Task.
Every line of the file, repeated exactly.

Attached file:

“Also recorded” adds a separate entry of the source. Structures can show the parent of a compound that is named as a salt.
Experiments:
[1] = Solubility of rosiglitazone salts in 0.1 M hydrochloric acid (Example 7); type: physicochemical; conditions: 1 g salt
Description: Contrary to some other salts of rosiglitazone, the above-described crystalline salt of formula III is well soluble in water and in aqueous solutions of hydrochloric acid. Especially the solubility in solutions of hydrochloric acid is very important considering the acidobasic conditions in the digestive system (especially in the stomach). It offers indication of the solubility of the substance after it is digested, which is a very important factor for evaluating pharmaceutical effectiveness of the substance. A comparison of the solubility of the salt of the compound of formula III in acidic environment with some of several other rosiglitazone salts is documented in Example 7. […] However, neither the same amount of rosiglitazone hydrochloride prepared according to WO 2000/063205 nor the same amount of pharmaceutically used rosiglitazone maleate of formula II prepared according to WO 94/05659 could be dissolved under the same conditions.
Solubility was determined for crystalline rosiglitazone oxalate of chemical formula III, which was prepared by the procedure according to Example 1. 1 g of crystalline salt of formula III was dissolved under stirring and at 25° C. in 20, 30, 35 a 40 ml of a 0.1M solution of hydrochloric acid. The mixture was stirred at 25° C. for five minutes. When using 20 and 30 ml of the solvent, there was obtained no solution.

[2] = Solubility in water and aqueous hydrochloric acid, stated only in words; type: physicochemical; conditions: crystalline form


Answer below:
“Also recorded” adds a separate entry of the source. Structures can show the parent of a compound that is named as a salt.
Experiments:
[1] = Solubility of rosiglitazone salts in 0.1 M hydrochloric acid (Example 7); type: physicochemical; conditions: 1 g salt
Description: Contrary to some other salts of rosiglitazone, the above-described crystalline salt of formula III is well soluble in water and in aqueous solutions of hydrochloric acid. Especially the solubility in solutions of hydrochloric acid is very important considering the acidobasic conditions in the digestive system (especially in the stomach). It offers indication of the solubility of the substance after it is digested, which is a very important factor for evaluating pharmaceutical effectiveness of the substance. A comparison of the solubility of the salt of the compound of formula III in acidic environment with some of several other rosiglitazone salts is documented in Example 7. […] However, neither the same amount of rosiglitazone hydrochloride prepared according to WO 2000/063205 nor the same amount of pharmaceutically used rosiglitazone maleate of formula II prepared according to WO 94/05659 could be dissolved under the same conditions.
Solubility was determined for crystalline rosiglitazone oxalate of chemical formula III, which was prepared by the procedure according to Example 1. 1 g of crystalline salt of formula III was dissolved under stirring and at 25° C. in 20, 30, 35 a 40 ml of a 0.1M solution of hydrochloric acid. The mixture was stirred at 25° C. for five minutes. When using 20 and 30 ml of the solvent, there was obtained no solution.

[2] = Solubility in water and aqueous hydrochloric acid, stated only in words; type: physicochemical; conditions: crystalline form